Metric pattern cutting for womenswear
By: Winifred Aldrich
A bible for anyone wanting to make their own patterns and create better fitting garments.
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Who is this book for?
If you're a fashion student, dressmaker or just an experimental crafter with a desire for making your own sewing patterns, this book is for you. It is ideal for someone with some experience of pattern cutting or someone who is very familiar with using sewing patterns but it's also a great book for a beginner to use in collaboration to learning pattern cutting.
Winifred Aldrich covers both woven and stretch fabric pattern cutting techniques so there's something for everyone.
Why is this book so good?
If, like me, then you're not the generic size then buying patterns from the shops means that you're going to have to alter them anyway; that is, once you've worked out which line to cut out, not torn the super thin paper and not spilled your cup of tea on the pattern and dissolved the paper. Now is your chance to put in the same amount of effort but to get the perfect result from it.
Metric Pattern Cutting really allows you to take control of your own pattern cutting. Winifred Aldrich shows you how to create the correct size, design, and construction for your project. There are instructions on how to make your own block patterns tailored to your measurements or for someone in particular. These block patterns form the perfect groundwork to help you create perfect fitting clothes right from the start. The book then progresses through any type of outfit you could imagine right through to the final details you may want to use in your designs.
As well as using this book to design sewing patterns, I have also found it helpful over the years for design inspiration as well as for help drawing fashion flats; drawings that show exactly how a garment should look to someone making the garment. The green area below shows examples of how fashion flats look showing both front and back seam lines & details.
As with any pattern cutting, I would always advise labelling your patterns as you go along. Although it's a little tedious at the time it's a time-saver later on. You might find it helpful to use our free Pattern Cutting Cheat Sheet which I have put together to provide a quick checklist as to what you should have on every pattern as well as giving a better understanding of all the pattern cutting symbols.
Over the years I've noticed that the date is often missed off each pattern piece (I've done it myself too) and although at the time it may not seem important, you'll see the importance when you've tweaked the pattern 10 times and you don't know which pattern piece was the latest version. I've also found it's super helpful to mark on your waist, hip, knee and elbow lines on each piece as these will come in handy if you're adjusting the fit later on; this means making sure you mark them on your block patterns too.
Another process which can be seen as a time-waster is making a toile of your pattern (aka making a prototype in cheap fabric). They're such a time and money saver in the long run, especially if you're about to make something in a very expensive fabric or you think you'll make the pattern again and again. Usually, a toile is made from calico or scrap fabric with a similar drape to it (always use a stretch fabric for a stretch pattern, not calico). Making a toile means that you'll be able to see if the design you were envisioning has worked, the fit and size are right and all before you've spent time and money making the final garment.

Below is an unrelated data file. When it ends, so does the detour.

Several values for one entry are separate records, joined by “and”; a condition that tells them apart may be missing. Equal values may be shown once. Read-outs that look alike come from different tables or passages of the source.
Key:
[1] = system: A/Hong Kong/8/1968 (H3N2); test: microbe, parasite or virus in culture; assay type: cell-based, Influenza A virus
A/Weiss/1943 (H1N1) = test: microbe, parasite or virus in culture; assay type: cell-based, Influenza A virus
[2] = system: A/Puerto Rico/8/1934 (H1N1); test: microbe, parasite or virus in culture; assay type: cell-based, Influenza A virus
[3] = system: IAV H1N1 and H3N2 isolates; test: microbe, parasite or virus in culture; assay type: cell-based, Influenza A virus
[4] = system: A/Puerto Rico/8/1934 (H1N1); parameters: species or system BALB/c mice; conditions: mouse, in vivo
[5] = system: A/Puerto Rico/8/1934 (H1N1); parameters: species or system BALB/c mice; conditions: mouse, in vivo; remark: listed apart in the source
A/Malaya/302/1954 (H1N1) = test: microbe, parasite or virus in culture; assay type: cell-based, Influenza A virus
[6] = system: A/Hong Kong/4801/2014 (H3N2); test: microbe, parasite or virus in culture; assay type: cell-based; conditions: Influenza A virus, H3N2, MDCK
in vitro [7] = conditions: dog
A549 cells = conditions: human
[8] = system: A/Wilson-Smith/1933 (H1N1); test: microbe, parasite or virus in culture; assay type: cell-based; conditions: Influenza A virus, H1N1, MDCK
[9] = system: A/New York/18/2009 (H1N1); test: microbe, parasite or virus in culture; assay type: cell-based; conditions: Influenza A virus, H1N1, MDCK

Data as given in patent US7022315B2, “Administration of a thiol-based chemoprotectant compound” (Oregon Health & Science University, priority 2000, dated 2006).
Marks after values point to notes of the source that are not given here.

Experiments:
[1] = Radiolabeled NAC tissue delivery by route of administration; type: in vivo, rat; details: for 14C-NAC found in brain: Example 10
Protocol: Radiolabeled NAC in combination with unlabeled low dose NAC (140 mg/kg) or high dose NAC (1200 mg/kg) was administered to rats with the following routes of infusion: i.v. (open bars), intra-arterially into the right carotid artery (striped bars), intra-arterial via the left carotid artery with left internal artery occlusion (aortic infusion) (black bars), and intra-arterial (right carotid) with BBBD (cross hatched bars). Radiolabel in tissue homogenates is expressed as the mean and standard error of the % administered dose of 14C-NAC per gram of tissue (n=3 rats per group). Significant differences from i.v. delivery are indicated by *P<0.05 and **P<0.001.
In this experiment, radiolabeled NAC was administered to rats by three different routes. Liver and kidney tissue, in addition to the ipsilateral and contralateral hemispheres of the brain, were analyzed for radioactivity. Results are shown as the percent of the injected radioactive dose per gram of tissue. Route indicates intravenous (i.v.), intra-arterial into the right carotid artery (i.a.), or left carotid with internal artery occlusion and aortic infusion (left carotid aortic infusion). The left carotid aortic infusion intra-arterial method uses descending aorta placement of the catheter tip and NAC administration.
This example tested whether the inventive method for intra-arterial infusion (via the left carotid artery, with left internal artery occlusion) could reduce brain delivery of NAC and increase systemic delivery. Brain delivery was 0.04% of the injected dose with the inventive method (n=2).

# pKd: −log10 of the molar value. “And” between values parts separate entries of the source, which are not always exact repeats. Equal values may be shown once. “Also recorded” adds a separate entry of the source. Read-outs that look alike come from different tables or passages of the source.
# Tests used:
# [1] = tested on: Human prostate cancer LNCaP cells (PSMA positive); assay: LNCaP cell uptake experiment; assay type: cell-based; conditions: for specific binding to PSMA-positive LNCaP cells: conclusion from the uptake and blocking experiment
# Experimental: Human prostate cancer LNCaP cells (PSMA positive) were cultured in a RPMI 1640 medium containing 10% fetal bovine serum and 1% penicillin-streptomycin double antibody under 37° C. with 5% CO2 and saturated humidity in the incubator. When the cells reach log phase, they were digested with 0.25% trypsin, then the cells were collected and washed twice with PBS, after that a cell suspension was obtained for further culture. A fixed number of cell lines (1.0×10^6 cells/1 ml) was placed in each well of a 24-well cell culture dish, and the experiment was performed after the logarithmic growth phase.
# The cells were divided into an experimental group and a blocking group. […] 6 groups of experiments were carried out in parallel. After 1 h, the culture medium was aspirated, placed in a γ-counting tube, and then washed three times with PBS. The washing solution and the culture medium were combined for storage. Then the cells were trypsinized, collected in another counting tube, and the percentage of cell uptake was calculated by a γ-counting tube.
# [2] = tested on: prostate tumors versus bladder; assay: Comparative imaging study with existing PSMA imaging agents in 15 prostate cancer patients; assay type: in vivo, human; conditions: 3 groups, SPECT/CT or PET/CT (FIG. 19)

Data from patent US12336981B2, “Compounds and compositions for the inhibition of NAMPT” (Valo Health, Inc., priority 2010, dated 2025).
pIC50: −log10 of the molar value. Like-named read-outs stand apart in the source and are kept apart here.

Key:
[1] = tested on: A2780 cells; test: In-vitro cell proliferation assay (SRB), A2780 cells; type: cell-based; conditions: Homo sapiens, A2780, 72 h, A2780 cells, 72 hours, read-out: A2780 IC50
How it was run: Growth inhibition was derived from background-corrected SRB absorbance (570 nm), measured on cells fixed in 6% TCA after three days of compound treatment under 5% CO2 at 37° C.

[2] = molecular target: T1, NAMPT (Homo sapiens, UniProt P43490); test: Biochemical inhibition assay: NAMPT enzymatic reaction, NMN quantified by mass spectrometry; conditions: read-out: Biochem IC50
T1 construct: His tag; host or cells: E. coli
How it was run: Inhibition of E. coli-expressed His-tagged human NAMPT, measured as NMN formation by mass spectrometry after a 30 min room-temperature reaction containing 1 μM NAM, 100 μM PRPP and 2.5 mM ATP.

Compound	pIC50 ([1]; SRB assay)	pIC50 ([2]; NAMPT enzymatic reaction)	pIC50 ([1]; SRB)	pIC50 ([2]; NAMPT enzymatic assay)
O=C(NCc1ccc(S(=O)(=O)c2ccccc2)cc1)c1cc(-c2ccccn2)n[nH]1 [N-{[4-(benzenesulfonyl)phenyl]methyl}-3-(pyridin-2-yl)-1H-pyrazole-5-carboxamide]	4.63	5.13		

where CAN I buy Metric Pattern Cutting?
If you click on the images of the books below they'll take you over to Amazon where you can buy these books from anywhere in the world. I personally use the 5th edition of this book (purple cover) but if you want to be all up to date there is now a 6th edition (Oliver green cover), I'm not sure there's much difference though. There's also a Menswear edition (royal blue cover) and Children's wear and Babywear edition (bright green cover). So if you fancy trying your hand at menswear or children's wear these will be your go-to bibles.
Pattern Cutting Tools:
When you start out with any project I think knowing which tools to buy can be overwhelming and a lot of the time there are so many gadgets you just don't need. I thought it might be helpful if I showed you which tools I use and why.
Pattern Cutting Ruler - I use the Pattern Master ruler because I find the size covers most outfits I make. It's quite strong so it won't break (it's currently in my suitcase on my world tour and it's not broken yet, I think that's quite impressive) and it's super easy to do seam allowances with the extra lines on it.
Notchers - These aren't a must but they are useful if you want to make your patterns last longer. They snip a 'U' shape in the paper meaning it doesn't rip as easily as notching by hand creating 'V' shapes.
Propelling pencil 0.5mm leads- This is a must to be able to get the accuracy required for pattern cutting. If you use a normal pencil then the lead will get thicker and thicker meaning you add the odd millimeter here and there to your patterns. These millimeters all add up and then you'll find your seams don't quite match.
Paper scissors- Please don't use your fabric ones they'll get blunt very quickly if you use them for paper!